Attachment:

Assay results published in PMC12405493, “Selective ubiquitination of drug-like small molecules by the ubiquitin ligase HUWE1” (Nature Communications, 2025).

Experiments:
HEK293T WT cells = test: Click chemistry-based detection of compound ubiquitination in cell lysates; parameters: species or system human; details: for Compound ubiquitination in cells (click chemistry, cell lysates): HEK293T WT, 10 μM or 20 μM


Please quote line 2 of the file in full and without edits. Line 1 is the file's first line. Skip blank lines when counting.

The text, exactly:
Experiments: